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Old 02-23-2010, 12:41 PM   #9
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If it's going to hit the market in three years, then they'd better be doing it as a series PHEV. GM, Toyota and Hyundai will have those on the market in quantity by then.
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Old 02-23-2010, 01:56 PM   #10
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Why do you think so Chromer? GM is obvious, but I haven't seen Toyota say they will do a series. (Not saying they haven't just haven't been paying attention since they poohpoohed series PHEVs and PHEVs in general last time, just like they said LiIon was bad then it turned out they invested in it and had tons of test vehicles with LiIon batteries.).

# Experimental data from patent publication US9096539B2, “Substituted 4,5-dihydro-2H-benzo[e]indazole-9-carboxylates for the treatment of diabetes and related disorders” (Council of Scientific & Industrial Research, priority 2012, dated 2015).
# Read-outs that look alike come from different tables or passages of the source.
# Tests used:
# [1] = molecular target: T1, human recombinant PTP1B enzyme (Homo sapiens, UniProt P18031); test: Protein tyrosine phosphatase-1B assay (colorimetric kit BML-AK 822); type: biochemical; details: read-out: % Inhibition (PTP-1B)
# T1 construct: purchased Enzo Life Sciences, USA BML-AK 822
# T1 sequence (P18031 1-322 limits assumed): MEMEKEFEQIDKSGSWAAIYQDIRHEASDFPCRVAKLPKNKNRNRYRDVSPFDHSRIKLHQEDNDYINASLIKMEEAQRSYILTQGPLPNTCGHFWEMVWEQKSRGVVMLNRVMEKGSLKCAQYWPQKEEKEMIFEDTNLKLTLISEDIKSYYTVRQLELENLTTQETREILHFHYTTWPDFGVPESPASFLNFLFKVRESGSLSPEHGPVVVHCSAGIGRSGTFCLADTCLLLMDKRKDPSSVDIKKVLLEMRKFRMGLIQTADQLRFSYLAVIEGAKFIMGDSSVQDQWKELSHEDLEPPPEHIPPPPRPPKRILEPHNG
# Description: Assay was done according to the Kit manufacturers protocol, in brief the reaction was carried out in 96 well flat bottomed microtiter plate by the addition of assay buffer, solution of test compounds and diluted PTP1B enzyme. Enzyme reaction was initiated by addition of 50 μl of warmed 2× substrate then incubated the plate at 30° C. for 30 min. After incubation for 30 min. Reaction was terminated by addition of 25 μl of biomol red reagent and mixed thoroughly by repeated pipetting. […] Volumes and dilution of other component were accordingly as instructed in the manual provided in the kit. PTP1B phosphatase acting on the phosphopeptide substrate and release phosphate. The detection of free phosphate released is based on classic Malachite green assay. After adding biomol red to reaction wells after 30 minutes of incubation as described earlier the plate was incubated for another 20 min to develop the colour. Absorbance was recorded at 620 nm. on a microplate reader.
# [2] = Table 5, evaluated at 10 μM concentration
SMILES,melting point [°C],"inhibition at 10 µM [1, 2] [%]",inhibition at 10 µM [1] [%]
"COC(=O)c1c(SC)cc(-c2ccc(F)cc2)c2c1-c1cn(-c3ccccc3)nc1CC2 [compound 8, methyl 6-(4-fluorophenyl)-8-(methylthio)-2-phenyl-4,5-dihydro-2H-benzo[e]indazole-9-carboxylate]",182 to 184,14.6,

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Old 02-23-2010, 02:30 PM   #11
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Originally Posted by thestig2284 View Post
If Honda adds the name Type r moniker to the CR-Z without removing as much weight as they can (as in remove the hybrid system). They will just be throwing a performance icon name out the door (like Chevy was doing with SS).
They already desecrated the Type-R name with the European Type-R hatch, which should have been called a Civic Si Hatchback.
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Old 02-23-2010, 04:15 PM   #12
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hybrid minivans are where the $$$ is at.
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Old 02-23-2010, 11:14 PM   #13
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Originally Posted by sxotty View Post